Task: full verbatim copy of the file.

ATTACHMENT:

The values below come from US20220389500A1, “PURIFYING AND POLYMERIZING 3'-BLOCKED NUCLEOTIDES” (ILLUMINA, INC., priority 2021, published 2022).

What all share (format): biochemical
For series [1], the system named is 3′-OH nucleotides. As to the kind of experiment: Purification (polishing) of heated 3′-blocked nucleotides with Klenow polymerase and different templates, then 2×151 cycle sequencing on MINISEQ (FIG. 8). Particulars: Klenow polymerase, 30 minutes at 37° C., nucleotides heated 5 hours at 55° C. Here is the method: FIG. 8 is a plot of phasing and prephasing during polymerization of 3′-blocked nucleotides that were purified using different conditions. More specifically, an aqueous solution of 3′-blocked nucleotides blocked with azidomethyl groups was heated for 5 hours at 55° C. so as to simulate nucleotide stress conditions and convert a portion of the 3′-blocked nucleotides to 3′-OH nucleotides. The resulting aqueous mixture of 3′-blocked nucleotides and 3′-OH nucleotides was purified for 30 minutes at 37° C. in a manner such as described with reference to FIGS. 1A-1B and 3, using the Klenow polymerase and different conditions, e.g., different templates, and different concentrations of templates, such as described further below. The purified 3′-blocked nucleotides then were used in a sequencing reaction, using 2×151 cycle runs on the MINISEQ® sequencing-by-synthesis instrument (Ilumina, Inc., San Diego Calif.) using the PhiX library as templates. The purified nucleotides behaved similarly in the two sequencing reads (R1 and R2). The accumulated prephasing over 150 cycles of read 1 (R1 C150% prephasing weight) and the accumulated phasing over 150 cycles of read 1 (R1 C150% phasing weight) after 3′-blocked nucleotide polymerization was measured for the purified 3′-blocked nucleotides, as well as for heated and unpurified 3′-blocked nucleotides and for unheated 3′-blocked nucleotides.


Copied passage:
The values below come from US20220389500A1, “PURIFYING AND POLYMERIZING 3'-BLOCKED NUCLEOTIDES” (ILLUMINA, INC., priority 2021, published 2022).

What all share (format): biochemical
For series [1], the system named is 3′-OH nucleotides. As to the kind of experiment: Purification (polishing) of heated 3′-blocked nucleotides with Klenow polymerase and different templates, then 2×151 cycle sequencing on MINISEQ (FIG. 8). Particulars: Klenow polymerase, 30 minutes at 37° C., nucleotides heated 5 hours at 55° C. Here is the method: FIG. 8 is a plot of phasing and prephasing during polymerization of 3′-blocked nucleotides that were purified using different conditions. More specifically, an aqueous solution of 3′-blocked nucleotides blocked with azidomethyl groups was heated for 5 hours at 55° C. so as to simulate nucleotide stress conditions and convert a portion of the 3′-blocked nucleotides to 3′-OH nucleotides. The resulting aqueous mixture of 3′-blocked nucleotides and 3′-OH nucleotides was purified for 30 minutes at 37° C. in a manner such as described with reference to FIGS. 1A-1B and 3, using the Klenow polymerase and different conditions, e.g., different templates, and different concentrations of templates, such as described further below. The purified 3′-blocked nucleotides then were used in a sequencing reaction, using 2×151 cycle runs on the MINISEQ® sequencing-by-synthesis instrument (Ilumina, Inc., San Diego Calif.) using the PhiX library as templates. The purified nucleotides behaved similarly in the two sequencing reads (R1 and R2). The accumulated prephasing over 150 cycles of read 1 (R1 C150% prephasing weight) and the accumulated phasing over 150 cycles of read 1 (R1 C150% phasing weight) after 3′-blocked nucleotide polymerization was measured for the purified 3′-blocked nucleotides, as well as for heated and unpurified 3′-blocked nucleotides and for unheated 3′-blocked nucleotides.